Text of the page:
A Tufts study led by Adela Hruby . found that healthy people with the highest magnesium intake were 37% less likely to develop high blood sugar or excess circulating insulin, common precursors to diabetes. Among people who already had those conditions, those who consumed the most magnesium were 32% less likely to develop diabetes than those consuming the least.
Iodine and Diabetes
Doctors, who prescribe high dose iodine therapy for other diseases, such as breast cancer, are finding that iodine can lower insulin and oral anti-diabetic drug requirements in their diabetic patients. Dr. Michael Donaldson says, “Iodine stabilizes the heart rhythm, lowers serum cholesterol, lowers blood pressure, and is known to make the blood thinner as well, judging by longer clotting times seen by clinicians. Iodine is not only good for the cardiovascular system, it is vital. Sufficient iodine is needed for a stable rhythmic heart beat. Iodine, directly or indirectly, can normalize serum cholesterol levels and normalize blood pressure. Iodine attaches to insulin receptors and improves glucose metabolism, which is good news for people with diabetes. Iodine and iodine-rich foods have long been used as a treatment for hypertension and cardiovascular disease; yet, modern randomized studies examining the effects of iodine on cardiovascular disease have not been carried out.”
What diet is best for diabetes ?
Researchers had found a link between higher consumption of white rice and type 2 diabetes. “What we’ve found is white rice is likely to increase the risk of type 2 diabetes,” said Dr. Qi Sun of the Harvard School of Public Health. Those who ate the most white rice were 55% more likely to develop the disease than those who ate the least. White rice, white sugar, white bread and white pasta are white because they are stripped of their minerals (magnesium), vitamin and fiber content. These are poisonous foods because they cause magnesium deficiency.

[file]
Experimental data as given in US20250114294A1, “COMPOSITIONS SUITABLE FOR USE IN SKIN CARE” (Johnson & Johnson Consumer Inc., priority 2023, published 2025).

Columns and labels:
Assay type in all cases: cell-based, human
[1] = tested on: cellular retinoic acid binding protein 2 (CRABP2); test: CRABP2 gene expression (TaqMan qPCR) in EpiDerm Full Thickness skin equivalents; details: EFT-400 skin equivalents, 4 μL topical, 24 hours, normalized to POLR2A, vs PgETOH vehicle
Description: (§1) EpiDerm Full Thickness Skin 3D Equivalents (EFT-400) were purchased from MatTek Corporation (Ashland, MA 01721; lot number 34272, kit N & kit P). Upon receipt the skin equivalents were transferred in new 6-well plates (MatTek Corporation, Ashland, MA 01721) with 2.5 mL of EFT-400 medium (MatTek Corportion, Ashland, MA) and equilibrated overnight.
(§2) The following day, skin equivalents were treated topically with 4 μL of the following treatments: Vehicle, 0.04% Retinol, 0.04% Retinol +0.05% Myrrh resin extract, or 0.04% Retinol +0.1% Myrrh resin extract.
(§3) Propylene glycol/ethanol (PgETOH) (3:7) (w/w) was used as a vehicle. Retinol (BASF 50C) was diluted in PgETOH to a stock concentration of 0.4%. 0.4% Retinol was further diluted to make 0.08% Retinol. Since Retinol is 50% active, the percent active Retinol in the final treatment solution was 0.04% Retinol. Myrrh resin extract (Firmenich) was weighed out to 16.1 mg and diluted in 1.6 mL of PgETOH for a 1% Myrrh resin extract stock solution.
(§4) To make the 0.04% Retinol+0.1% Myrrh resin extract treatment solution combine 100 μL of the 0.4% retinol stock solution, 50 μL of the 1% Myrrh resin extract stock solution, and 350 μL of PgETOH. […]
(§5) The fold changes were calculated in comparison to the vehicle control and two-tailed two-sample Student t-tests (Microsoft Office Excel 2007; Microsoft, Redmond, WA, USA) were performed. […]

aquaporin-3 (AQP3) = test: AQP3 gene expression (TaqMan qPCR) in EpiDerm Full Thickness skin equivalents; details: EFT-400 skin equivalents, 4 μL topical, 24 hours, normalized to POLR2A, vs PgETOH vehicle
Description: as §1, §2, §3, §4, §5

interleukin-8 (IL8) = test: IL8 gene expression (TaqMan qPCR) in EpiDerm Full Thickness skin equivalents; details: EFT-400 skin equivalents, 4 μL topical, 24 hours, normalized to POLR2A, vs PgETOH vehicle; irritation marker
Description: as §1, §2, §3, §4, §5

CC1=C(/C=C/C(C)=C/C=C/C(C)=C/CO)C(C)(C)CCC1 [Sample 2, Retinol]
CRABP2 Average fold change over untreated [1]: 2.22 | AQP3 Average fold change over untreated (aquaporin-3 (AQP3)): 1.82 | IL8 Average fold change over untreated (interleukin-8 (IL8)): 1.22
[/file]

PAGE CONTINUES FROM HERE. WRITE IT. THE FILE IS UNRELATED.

A study published in the journal Diabetologia said that a diet of just 600 calories a day reverse diabetes. After one week on the diet, diabetes patients saw their blood glucose levels return to normal, indicating their diabetes had gone into remission. Eight of the 11 patients remained diabetes-free three months after they stopped the diet.
Previous studies have found a similar reversal of diabetes immediately after gastric bypass surgery. Researchers at Newcastle University in the United Kingdom are now showing that a quick resolution of diabetes, especially in its early years, is possible through diet alone.
The patients adhered to a liquid-based diet consisting of meal replacement drinks. It also included three portions of non-starchy vegetables per day. The diet lasted for eight weeks. After seven days, the participants’ blood-glucose levels were comparable with those of people who did not have diabetes.
The findings may only apply to people who have not had diabetes for a long period of time —the participants had diabetes for less than four years prior to the study. The point though is that liquid fasting with liquefied seeds, vegetable, and fruit juices, or juices loaded with great tasting Rejuvenate with its spirulina and chlorella backbone and loads of combine organic superfoods, provides real medical miracles.
Nutritional Seeds – SOUL Rain International